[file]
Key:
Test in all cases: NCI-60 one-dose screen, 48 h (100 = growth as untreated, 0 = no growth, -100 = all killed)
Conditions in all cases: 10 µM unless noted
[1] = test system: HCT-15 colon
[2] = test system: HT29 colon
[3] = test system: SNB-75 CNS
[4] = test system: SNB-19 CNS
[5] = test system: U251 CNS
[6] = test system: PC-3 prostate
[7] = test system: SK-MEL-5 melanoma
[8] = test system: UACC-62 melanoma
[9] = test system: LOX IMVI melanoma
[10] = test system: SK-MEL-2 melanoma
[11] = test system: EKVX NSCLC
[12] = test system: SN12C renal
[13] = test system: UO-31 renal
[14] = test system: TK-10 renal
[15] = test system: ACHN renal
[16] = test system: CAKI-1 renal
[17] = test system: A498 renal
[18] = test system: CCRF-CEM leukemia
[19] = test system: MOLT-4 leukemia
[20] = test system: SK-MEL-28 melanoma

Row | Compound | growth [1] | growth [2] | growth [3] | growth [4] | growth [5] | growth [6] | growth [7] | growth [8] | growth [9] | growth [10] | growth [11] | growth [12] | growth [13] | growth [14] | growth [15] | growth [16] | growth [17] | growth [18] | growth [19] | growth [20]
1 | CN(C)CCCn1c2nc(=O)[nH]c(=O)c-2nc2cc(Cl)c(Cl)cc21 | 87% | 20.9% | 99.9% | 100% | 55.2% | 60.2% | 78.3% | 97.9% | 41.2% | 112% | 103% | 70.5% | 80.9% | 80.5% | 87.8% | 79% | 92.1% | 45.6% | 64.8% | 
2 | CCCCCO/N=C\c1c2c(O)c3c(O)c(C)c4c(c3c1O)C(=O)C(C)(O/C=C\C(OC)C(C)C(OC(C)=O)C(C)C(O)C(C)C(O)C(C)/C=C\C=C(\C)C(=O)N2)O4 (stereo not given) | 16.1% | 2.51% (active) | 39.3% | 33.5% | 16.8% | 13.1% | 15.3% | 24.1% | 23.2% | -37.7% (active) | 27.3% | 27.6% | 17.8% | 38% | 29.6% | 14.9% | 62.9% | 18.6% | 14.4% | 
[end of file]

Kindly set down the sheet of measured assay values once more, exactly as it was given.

Key:
Test in all cases: NCI-60 one-dose screen, 48 h (100 = growth as untreated, 0 = no growth, -100 = all killed)
Conditions in all cases: 10 µM unless noted
[1] = test system: HCT-15 colon
[2] = test system: HT29 colon
[3] = test system: SNB-75 CNS
[4] = test system: SNB-19 CNS
[5] = test system: U251 CNS
[6] = test system: PC-3 prostate
[7] = test system: SK-MEL-5 melanoma
[8] = test system: UACC-62 melanoma
[9] = test system: LOX IMVI melanoma
[10] = test system: SK-MEL-2 melanoma
[11] = test system: EKVX NSCLC
[12] = test system: SN12C renal
[13] = test system: UO-31 renal
[14] = test system: TK-10 renal
[15] = test system: ACHN renal
[16] = test system: CAKI-1 renal
[17] = test system: A498 renal
[18] = test system: CCRF-CEM leukemia
[19] = test system: MOLT-4 leukemia
[20] = test system: SK-MEL-28 melanoma

Row | Compound | growth [1] | growth [2] | growth [3] | growth [4] | growth [5] | growth [6] | growth [7] | growth [8] | growth [9] | growth [10] | growth [11] | growth [12] | growth [13] | growth [14] | growth [15] | growth [16] | growth [17] | growth [18] | growth [19] | growth [20]
1 | CN(C)CCCn1c2nc(=O)[nH]c(=O)c-2nc2cc(Cl)c(Cl)cc21 | 87% | 20.9% | 99.9% | 100% | 55.2% | 60.2% | 78.3% | 97.9% | 41.2% | 112% | 103% | 70.5% | 80.9% | 80.5% | 87.8% | 79% | 92.1% | 45.6% | 64.8% | 
2 | CCCCCO/N=C\c1c2c(O)c3c(O)c(C)c4c(c3c1O)C(=O)C(C)(O/C=C\C(OC)C(C)C(OC(C)=O)C(C)C(O)C(C)C(O)C(C)/C=C\C=C(\C)C(=O)N2)O4 (stereo not given) | 16.1% | 2.51% (active) | 39.3% | 33.5% | 16.8% | 13.1% | 15.3% | 24.1% | 23.2% | -37.7% (active) | 27.3% | 27.6% | 17.8% | 38% | 29.6% | 14.9% | 62.9% | 18.6% | 14.4% | 